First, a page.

ENDICOTT, N.Y. — Nigel Green was so close he could feel it. This was what he had worked for, dreamed about, obsessed over, and it was finally within his grasp. The Floyd senior, who had fallen just short of victory in both the 100-meter trials and Division I finals, knew that he had one more chance to correct the minor deficiencies that had kept him from glory. He had little time to waste.

“I was getting frustrated,” Green said. “I knew what I had to do and was making the same mistake. It was aggravating, but I had to keep my head up high. My coach was saying to me ‘you can’t stay frustrated. If you want to be a high school champion, you have to play hard like a champion.’ ”

Green finally got it right, at the perfect time. The Southern Connecticut State-bound sprinter won the state Federation 100 title in 10.80 seconds on the second and final day of the state track and field championships at Union-Endicott High School Saturday.

Green was unhappy with his starts in the first two rounds, an ever-important component to any short-sprint victory.

“There was a lack of power coming off the first couple of steps,” Green said. “The first couple steps were very sluggish. In the final, I got a much [better] start.”

Although Green won the public school 300 indoor state title this year, the awesomeness of a Federation championship, one that encompasses all schools regardless of size or classification, was impossible to ignore.

“I remember, three years ago, I was watching others succeed and make this meet,” he said. “I was just sitting at home and watching. It just hurt me so much. It built a fire in my heart to keep training all summer into the fall.”

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Huntington’s Kyree Johnson, who ran against Green at many Suffolk County meets, repeated as the 400 champion, winning in 46.88 seconds. Johnson edged Hackley’s Onye Ohia-Enyia (46.95) and Half Hollow Hills West’s Jovahn Williamson (46.96) at the line.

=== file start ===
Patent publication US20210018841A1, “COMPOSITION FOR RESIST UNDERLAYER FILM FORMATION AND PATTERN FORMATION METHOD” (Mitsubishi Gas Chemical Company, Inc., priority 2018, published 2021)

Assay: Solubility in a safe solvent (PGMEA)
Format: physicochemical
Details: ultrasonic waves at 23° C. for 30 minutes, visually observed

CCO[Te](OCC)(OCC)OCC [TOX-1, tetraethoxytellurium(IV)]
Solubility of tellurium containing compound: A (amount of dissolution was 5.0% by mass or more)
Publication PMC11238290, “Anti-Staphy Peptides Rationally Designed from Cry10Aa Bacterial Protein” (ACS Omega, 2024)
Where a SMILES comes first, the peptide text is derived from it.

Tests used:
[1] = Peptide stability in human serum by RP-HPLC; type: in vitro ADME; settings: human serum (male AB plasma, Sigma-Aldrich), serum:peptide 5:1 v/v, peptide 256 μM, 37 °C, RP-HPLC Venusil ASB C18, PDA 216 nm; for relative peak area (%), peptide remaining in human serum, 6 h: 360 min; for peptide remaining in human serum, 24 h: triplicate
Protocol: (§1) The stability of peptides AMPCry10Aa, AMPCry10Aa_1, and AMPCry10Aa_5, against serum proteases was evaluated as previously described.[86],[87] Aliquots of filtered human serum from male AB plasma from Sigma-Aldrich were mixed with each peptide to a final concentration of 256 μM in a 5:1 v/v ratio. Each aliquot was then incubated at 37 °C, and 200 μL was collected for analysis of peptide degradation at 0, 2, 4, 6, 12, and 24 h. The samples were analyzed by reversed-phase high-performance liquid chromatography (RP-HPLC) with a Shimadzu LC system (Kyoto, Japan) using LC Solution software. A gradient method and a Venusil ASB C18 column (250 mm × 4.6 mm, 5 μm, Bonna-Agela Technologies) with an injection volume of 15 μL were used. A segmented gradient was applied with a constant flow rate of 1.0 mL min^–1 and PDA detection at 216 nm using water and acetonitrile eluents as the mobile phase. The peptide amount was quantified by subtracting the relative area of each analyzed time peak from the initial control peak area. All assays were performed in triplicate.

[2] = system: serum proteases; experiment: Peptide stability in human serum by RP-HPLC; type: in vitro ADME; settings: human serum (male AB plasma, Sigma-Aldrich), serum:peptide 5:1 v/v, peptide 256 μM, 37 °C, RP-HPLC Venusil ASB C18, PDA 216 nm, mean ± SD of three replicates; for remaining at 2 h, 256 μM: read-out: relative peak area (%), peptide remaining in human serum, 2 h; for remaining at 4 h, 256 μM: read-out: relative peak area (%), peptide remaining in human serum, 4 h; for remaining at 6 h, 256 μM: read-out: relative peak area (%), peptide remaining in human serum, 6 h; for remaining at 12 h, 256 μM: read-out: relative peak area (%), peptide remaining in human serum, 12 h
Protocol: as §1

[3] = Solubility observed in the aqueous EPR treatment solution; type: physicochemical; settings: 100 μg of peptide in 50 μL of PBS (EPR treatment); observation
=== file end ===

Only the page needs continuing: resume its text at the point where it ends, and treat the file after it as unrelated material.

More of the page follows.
Johnson had barely beat Williamson in the Division I 400 Friday afternoon.

“I felt like it was much harder today because we had to run all-out yesterday,” Johnson said. “I didn’t expect the times to be any better, but I still gave it my all. That’s one race that I just don’t want to lose, especially at the state meet.”

At this point in the year, with legs worn from months of competitive use, winning is less about technique and more about desire and passion. To a degree, any true coaching is finished by the time an athlete gets off the bus. The spring state meet is about showing up and finding a way to get on the podium.

“It came down to who wanted it more,” Johnson said.

Perhaps no one outwardly enjoys winning more than Smithtown East high jumper Daniel Claxton. Claxton, who cleared 7 feet to win his first outdoor Federation title, is a spectacle unto himself, with onlookers clamoring to see how high he can fly.

“I hadn’t even started to clap and I had the whole stadium clapping for me,” he said. “That meant everything.”

Claxton has won three of the last four state Federation championships, encompassing indoor and outdoor track.

Sachem North’s Jonathan Lauer won the 3,000 steeplechase in 9:16.72 and Northport’s 4 x 800 relay team, composed of Isaiah and Elijah Claiborne, Tyler Dollhausen and Dan O’Connor won in 7:42.61.